Well, now we’re on to something. As we march through each hashtag, we see something interesting happening. The pattern looks very similar for each day’s hashtag, but just pushed back roughly—wait for it—ten days each time. This makes total sense. As people continue through the #100HappyDays challenge, they follow the same posting patterns as people that started on the same day as they did. That’s why our view of all the hashtags is such a mess—it’s like trying to play every minute of a song at the same time, it’s just going to sound like noise. So how do we get rid of the noise?
Cohorts—Happy Little Buckets
We’ll use a technique called cohort analysis to make sense of our happy data. A cohort analysis helps us arrange individuals into groups that share a common characteristic and uncover insights once our data is lined up in a new way.
Remember—one of the things we’re trying to figure out is how many of the people that started the #100HappyDays challenge actually finished the journey. To figure that out, we’ll want to use cohort techniques to group people by the day they started, and analyze the retention (and dropoff) those people experienced as they walked through their one hundred days.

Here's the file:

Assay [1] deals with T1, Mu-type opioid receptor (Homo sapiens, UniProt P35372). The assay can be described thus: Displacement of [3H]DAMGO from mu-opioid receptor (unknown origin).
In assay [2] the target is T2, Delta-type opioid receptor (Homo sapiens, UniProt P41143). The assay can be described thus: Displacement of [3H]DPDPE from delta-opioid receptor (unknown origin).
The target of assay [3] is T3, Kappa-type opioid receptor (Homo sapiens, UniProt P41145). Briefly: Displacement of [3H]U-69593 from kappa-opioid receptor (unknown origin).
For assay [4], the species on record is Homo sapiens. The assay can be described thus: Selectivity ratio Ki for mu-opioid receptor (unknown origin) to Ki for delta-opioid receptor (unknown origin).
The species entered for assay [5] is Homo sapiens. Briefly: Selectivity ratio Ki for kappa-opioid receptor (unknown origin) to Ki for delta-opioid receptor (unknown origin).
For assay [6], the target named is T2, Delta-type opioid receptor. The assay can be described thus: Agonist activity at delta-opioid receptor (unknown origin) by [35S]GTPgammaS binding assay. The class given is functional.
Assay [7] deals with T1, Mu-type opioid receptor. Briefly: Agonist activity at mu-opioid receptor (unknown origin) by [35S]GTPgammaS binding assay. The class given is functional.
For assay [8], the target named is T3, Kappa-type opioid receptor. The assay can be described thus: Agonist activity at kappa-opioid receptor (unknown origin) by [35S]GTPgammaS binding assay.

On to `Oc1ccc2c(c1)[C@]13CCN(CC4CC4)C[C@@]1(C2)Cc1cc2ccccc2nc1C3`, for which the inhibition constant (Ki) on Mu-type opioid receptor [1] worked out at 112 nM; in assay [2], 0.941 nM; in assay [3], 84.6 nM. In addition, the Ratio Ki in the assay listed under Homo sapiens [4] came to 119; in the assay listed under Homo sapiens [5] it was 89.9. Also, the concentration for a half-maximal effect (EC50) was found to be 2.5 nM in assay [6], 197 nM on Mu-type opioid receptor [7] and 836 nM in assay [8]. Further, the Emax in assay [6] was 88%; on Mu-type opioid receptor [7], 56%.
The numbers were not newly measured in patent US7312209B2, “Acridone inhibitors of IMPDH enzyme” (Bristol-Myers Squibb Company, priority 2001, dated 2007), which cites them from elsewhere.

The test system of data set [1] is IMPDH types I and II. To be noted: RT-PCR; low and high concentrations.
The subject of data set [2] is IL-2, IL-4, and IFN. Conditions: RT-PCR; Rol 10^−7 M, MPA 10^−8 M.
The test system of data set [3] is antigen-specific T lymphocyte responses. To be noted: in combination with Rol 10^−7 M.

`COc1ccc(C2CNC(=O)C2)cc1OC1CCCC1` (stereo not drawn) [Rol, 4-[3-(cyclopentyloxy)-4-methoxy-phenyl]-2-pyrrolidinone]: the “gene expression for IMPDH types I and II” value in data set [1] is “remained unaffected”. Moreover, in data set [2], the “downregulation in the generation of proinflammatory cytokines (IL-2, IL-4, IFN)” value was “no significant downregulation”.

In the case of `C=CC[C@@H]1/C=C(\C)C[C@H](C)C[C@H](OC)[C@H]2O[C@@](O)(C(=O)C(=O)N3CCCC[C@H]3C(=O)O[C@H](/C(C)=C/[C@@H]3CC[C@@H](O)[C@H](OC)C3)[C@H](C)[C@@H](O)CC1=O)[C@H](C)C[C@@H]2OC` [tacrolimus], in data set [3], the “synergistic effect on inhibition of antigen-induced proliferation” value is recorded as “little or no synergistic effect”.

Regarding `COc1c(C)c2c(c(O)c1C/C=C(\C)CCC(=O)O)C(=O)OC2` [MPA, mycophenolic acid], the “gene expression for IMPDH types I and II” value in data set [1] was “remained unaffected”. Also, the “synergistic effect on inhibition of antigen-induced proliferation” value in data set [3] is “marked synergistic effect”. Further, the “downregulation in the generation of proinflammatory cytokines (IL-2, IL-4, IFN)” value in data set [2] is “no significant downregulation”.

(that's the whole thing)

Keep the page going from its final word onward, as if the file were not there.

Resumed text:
To start getting happy, let’s slice our data to look at everyone who started the challenge on a random day (Feb. 12th), and watch that group’s progress through the challenge. The resulting retention looks like this:
So our cohort analysis tell us that roughly a third of the people that started on Feb. 12th finished with a big #day100 post. Strangely—we also see that between #Day30 and #Day40, the number of people posting progress went up. Cheaters.
The fun thing about cohort analysis is that we can now compare that dropoff rate to people that started on another date. I’ll pick another random start date (March 9th) and see how the two groups compare with how they stuck with the challenge:
So our group that started on February 12th did much better than the later group—twice as well, in fact. 30% of the people that started the challenge on February 12th finished, while only 15% of those on March 9th completed the journey.
Now let’s use this technique to look at retention patterns across all of our #100HappyDays data. Making a group for every day of the year would get confusing, so I’ll bucket participants into the month that they started, and watch their dropoff rates since then. Will people that started the challenge at the beginning of the year stick to the program with more oomph?